This article is part of Football FanCast’s Opinion series, which provides analysis, insight and opinion on any issue within the beautiful game, from Paul Pogba’s haircuts to League Two relegation battles…
Mauricio Pochettino called on Tottenham Hotspur to change his job title earlier this week.
Fresh from beating Real Madrid 1-0 in a pre-season friendly, the Argentine was asked about transfers.
His answer emphasised his current frustrations.
He claimed he did not know anything about the way the club was conducting its business in the transfer market – so far they have signed Tanguy Ndombele from Lyon and Jack Clarke from Leeds United – and claimed that he feels like simply the club’s coach.
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He said, per the BBC: “I am only coaching them and trying to get the best from them.
“Sell, buy players, sign contract, not sign contract – I think it is not in my hands, it’s in the club’s hands and [chairman] Daniel Levy.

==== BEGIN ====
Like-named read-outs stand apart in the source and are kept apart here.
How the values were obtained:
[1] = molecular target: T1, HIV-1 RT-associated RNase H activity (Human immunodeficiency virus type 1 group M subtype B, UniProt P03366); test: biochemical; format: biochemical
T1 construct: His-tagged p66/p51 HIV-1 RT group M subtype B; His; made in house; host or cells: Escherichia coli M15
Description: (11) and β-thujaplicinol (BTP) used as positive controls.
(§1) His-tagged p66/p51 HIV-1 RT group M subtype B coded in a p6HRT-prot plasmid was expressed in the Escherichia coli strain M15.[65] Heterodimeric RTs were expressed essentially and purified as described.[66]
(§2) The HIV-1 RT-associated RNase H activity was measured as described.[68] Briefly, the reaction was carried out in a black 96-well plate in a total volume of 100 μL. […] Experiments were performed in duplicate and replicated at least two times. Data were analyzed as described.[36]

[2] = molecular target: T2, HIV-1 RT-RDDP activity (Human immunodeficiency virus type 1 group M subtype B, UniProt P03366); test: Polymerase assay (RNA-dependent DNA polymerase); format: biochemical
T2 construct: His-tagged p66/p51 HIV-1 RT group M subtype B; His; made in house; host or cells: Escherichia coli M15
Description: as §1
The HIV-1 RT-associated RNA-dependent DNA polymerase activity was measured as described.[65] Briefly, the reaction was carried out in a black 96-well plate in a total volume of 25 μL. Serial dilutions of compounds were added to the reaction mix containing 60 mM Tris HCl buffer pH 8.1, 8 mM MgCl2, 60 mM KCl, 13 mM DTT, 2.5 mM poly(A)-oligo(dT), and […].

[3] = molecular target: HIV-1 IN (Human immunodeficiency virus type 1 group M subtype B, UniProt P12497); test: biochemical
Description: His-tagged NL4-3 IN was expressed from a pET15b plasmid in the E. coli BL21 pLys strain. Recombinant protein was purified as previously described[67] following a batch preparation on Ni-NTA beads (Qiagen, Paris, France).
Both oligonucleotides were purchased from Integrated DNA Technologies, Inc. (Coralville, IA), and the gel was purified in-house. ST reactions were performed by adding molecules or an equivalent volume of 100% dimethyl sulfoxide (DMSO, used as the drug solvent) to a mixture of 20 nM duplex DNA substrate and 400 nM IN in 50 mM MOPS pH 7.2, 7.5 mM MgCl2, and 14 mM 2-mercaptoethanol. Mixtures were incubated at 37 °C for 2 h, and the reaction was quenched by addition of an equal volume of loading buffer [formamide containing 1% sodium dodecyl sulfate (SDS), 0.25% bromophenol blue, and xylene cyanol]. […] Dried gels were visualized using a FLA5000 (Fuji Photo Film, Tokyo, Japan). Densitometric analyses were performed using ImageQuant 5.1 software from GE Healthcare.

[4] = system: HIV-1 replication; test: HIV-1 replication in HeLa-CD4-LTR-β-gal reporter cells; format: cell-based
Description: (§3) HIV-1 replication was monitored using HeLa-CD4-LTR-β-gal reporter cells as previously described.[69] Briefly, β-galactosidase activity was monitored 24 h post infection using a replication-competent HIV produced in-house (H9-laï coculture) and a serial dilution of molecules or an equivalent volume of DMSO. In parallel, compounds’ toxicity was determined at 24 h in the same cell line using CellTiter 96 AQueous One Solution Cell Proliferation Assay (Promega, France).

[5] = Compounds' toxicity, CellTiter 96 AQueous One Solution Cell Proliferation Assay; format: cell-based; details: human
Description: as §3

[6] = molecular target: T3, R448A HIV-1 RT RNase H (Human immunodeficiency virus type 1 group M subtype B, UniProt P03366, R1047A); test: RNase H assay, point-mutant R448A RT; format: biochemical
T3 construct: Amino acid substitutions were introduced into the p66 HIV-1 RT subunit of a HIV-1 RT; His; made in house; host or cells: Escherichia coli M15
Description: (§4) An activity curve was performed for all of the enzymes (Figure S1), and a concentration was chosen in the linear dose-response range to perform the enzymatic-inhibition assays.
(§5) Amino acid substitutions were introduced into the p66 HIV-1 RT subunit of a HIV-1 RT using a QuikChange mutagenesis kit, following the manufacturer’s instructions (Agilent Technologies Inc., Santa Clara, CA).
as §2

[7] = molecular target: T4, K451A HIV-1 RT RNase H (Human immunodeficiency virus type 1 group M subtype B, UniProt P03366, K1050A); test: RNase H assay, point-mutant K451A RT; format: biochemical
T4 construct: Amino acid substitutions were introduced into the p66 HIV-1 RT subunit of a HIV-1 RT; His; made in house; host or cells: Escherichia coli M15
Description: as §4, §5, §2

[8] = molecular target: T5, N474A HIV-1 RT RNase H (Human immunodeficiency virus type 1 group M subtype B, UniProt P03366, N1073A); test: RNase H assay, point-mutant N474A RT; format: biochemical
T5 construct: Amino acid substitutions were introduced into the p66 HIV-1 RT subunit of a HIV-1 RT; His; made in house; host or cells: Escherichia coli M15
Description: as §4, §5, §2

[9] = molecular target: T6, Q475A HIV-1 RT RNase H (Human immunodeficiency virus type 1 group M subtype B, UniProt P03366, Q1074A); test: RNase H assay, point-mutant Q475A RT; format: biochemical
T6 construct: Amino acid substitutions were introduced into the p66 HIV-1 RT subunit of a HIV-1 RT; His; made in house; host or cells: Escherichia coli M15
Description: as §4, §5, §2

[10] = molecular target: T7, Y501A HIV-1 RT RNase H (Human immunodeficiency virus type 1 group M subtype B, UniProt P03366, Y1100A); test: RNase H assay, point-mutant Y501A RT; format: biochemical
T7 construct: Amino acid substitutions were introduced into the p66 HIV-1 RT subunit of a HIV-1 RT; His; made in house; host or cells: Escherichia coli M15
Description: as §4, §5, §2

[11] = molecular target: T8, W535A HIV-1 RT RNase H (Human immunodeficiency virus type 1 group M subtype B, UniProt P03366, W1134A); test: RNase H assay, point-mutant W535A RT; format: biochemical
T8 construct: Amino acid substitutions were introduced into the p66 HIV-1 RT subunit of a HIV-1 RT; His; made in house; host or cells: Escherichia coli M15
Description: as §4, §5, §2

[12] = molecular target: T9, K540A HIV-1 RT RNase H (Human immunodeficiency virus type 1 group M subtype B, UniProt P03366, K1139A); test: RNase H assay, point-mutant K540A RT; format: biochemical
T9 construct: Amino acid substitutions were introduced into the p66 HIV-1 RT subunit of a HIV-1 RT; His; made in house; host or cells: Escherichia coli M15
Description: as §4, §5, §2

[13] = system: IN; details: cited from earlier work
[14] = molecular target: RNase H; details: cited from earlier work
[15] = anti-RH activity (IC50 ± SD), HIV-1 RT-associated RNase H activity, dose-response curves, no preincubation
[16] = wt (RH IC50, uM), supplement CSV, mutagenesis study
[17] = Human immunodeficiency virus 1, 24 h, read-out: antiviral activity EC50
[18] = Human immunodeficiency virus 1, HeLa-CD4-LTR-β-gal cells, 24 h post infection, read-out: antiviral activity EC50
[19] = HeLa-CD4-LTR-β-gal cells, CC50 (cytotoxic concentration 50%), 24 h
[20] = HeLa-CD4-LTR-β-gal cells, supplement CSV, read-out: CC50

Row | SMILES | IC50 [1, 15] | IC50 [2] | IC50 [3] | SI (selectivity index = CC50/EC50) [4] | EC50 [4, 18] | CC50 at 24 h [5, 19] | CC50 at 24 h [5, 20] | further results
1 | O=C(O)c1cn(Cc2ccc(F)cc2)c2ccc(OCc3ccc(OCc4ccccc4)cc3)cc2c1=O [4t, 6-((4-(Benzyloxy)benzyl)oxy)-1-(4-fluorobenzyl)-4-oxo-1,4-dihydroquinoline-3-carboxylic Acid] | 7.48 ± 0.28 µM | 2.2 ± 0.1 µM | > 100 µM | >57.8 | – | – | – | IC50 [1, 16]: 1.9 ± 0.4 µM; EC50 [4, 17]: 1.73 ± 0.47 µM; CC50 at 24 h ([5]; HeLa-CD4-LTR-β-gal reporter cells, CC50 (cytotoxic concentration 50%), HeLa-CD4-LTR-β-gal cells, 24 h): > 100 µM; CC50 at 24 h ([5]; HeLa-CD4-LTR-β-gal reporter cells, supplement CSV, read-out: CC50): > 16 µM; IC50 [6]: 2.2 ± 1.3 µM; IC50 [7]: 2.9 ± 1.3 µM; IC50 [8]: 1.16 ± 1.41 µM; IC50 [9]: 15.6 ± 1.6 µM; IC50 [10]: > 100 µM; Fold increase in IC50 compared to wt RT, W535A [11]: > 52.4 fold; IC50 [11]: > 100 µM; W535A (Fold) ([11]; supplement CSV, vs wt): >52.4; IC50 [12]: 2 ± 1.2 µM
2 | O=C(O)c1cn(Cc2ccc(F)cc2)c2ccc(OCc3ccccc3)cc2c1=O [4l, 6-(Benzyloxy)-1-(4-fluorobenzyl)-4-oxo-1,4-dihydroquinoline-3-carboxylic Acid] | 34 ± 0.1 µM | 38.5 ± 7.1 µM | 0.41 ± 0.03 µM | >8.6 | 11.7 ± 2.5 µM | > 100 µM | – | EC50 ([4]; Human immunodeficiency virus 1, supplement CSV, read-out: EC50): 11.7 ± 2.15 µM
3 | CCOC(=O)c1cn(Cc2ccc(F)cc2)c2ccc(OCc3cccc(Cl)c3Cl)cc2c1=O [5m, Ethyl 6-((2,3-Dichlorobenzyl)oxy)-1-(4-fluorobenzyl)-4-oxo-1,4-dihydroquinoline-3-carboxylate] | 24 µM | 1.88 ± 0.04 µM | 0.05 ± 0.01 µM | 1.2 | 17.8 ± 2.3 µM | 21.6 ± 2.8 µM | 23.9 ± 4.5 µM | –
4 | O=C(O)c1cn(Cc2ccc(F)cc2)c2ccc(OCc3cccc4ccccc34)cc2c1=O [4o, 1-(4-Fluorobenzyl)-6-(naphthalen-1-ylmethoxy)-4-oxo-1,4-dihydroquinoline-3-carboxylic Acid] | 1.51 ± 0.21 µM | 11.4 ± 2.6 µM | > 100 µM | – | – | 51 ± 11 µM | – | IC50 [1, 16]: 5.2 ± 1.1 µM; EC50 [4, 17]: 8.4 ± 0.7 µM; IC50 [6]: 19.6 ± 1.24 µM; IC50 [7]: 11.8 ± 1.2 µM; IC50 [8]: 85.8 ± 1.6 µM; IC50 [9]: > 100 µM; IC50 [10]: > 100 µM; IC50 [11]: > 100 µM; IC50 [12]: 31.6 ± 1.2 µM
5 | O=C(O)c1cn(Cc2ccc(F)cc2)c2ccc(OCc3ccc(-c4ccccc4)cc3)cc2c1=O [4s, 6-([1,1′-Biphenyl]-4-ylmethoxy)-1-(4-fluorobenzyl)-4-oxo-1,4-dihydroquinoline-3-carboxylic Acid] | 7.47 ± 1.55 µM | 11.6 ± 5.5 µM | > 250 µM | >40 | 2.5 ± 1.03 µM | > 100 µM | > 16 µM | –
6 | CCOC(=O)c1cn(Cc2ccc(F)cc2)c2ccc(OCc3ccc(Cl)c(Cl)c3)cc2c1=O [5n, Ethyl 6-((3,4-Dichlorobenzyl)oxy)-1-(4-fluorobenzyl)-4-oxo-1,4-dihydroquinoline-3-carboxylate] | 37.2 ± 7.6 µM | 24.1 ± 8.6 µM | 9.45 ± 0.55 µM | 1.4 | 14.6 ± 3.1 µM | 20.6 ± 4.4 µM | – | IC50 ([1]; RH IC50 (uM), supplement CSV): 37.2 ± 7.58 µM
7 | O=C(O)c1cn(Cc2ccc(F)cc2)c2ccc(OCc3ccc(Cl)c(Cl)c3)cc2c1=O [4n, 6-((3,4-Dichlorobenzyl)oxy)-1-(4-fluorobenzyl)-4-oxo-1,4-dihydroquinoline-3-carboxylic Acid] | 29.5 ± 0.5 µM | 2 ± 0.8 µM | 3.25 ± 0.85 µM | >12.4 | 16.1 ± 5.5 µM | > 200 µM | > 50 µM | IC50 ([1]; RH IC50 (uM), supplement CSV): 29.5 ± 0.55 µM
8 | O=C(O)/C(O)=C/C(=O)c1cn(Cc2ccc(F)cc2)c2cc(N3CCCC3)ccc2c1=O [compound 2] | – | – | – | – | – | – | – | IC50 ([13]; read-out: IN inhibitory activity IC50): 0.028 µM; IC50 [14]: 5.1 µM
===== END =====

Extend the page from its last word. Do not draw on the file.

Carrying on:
“The club needs to change my title and description. Of course, I am the boss deciding the strategic play, but in another area I don’t know. Today, I feel like I am the coach.”
In 2016, per the previously mentioned BBC report, when he signed a new contract at Spurs, Pochettino’s job title changed.
Initially hired as a head coach, he became the manager and said at the time: “We are agreed that it would be good, for myself, for the club, for all.
“It’s true that ‘manager’ is a word that means different things than head coach. Maybe I was always manager from the first day I arrived here – and maybe it describes my job better.”
Perhaps Pochettino was being forgetful.
But his words point to a wider theme of his own unhappiness.
Sources have confirmed that the interest in the pair is genuine but negotiations appear to be dragging.
The talks for Lo Celso, indeed, have been ongoing for over a month.
Pochettino, perhaps, is growing tired with the way the deals are dragging. His pre-seasons are famous for their intensity and surely he will have wished to have the business sorted by now so that he can bring the new acquisitions up to speed.
Or, perhaps, the quotes are more alarming. Perhaps it is chairman Daniel Levy who is driving the business and Pochettino has no input whatsoever.
But that would be extreme and, really, remarkably unlikely.
The most logical explanation is that the former Southampton boss is simply tired of talking about transfers, particularly given that he is asked about potential deals in pretty much every press conference.
One has to wonder how Pochettino will react if no deals are done prior to next Thursday’s transfer deadline.
One thing is for sure; it will be explosive.